The partnership has already proved fruitful: in 2018, the Centre helped Qantas develop menus for its 14,499 kilometre route between London and Perth that it was hoped would mitigate against the worst effects of jetlag. The menu limited the times in which some ingredients such as chilli were served in meals to assist the body’s natural rhythms, and serving a hot chocolate drink laced with tryptophan, an amino acid designed to trigger the body’s sleep cycle.
The passengers on the test flights to Sydney will be given wearables to monitor the impact of travelling on their mental state, anxiety, immune function, sleep patterns and recovery from jetlag. Those on this week’s flights have had data collected in the weeks running up to the flight, and will be monitored during and after their journeys.
On the plane itself, Qantas and the Charles Perkins Centre are trying a number of different tricks to try and make the flight as easy for passengers as possible. As well as another new menu to try and reduce jetlag, the group has worked with industrial designer David Caon to change the lighting in the cabin. “It provides short wavelength light at high intensity – mimicking daylight – at the optimal time to help shift the clock towards destination time, while lengthening wavelengths and dimming intensity at other times when to stimulate clock shifting would make jetlag worse,” says Simpson. One thing there won’t be: mandated exercises or walks to stave off deep vein thrombosis. You can sit still for 20 hours if you really, really wish.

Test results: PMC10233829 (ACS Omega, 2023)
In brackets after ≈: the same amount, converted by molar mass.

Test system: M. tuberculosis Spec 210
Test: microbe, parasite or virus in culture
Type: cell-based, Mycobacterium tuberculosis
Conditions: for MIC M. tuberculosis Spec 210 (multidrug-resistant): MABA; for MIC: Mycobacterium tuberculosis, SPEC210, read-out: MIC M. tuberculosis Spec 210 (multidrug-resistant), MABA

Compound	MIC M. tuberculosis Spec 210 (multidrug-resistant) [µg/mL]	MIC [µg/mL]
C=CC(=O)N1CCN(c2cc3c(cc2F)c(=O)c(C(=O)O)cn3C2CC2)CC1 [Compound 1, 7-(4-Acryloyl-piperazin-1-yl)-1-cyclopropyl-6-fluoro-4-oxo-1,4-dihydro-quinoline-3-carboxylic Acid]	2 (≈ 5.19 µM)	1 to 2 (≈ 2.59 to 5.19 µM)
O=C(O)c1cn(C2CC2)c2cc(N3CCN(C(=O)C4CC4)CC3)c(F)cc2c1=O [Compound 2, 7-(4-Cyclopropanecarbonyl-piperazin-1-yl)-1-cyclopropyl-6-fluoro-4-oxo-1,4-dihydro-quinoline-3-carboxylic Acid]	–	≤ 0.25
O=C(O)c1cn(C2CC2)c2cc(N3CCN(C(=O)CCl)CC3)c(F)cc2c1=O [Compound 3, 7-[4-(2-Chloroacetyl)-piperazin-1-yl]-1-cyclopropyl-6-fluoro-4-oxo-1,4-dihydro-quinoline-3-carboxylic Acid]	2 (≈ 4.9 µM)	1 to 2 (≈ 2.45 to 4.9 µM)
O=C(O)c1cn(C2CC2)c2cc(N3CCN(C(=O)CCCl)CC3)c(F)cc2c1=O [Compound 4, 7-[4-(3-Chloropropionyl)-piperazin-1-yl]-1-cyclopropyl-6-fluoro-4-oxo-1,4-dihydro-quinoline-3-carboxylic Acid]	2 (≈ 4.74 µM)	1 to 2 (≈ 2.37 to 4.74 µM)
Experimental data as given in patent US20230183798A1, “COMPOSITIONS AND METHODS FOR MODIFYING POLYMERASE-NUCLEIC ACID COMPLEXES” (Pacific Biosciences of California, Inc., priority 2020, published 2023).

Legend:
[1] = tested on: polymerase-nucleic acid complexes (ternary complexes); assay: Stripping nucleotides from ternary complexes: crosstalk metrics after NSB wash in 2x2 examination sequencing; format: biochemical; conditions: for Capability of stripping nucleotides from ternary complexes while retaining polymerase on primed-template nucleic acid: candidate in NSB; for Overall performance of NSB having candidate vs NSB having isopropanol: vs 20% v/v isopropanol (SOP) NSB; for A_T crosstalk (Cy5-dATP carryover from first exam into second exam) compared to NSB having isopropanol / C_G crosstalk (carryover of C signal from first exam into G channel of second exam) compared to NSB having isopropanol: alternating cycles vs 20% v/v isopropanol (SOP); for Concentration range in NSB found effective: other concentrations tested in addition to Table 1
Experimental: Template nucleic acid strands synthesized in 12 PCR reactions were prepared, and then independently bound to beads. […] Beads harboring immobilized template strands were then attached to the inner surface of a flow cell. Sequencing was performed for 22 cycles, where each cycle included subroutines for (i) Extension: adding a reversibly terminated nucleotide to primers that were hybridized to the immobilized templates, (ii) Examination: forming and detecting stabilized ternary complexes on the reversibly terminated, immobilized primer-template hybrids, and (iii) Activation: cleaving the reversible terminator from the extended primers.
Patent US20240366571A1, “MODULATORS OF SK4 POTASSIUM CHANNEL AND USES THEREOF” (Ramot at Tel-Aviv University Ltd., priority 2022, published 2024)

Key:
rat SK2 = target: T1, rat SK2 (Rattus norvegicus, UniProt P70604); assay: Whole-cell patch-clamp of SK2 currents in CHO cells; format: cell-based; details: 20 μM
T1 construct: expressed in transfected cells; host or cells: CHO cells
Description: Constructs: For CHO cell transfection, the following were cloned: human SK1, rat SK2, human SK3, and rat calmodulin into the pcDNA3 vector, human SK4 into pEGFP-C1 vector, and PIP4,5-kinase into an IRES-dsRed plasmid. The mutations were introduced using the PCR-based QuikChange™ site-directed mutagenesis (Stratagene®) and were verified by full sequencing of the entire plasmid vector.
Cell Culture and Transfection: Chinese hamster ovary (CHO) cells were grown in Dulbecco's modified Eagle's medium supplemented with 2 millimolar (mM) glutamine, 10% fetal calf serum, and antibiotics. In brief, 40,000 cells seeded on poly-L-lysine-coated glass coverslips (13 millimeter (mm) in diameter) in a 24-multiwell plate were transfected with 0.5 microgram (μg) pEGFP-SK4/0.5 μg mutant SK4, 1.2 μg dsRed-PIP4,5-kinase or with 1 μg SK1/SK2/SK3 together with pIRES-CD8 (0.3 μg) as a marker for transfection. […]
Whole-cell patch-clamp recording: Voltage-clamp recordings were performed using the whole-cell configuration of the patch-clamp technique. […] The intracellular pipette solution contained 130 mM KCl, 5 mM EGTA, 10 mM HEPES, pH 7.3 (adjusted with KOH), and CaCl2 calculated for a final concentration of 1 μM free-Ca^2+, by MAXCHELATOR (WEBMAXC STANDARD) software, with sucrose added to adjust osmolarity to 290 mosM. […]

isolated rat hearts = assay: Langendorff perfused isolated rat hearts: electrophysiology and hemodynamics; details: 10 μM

While the focus of the research is on the passengers, there are crewing challenges when it comes to serving such a long flight. Two sets of flight crew will likely be needed to tackle the flight as pilots can’t fly for 20 hours alone – though double-crewing is already standard for any flights between 14 and 16 hours. “Cabin crew you can rotate slightly differently from the flight crew, but nevertheless, there is a maximum amount of time that you can have on shift that needs to be negotiated with the EU as well as aviation authority medics,” says Gleave.
For Boeing, it’s a boon – but not necessarily financially. “I don’t think manufacturers are going to sell an extra 200 aeroplanes because of it,” says Gleave. “It’s fairly niche, but it’s one of those things you can boast you’ve done.”
Once the test flights are carried out in the coming three months, Qantas will decide whether or not to pursue them as a viable route for all passengers. And with that, the long-haul race will likely be over. Any farther-flung destinations between the UK and Australia can be quicker to fly the other way round, and there are few other popular tourist destinations worldwide so far apart as London or New York and Sydney. “Realistically most other things are within the 14-hour range of planes out there at the moment,” says Gleave.
But even if the science proves feasible, Qantas may well decide it’s a dream not worth pursuing. Without a high proportion of business class and premium economy passengers travelling on the route, the economics of a non-stop flight to the other side of the world just won’t add up.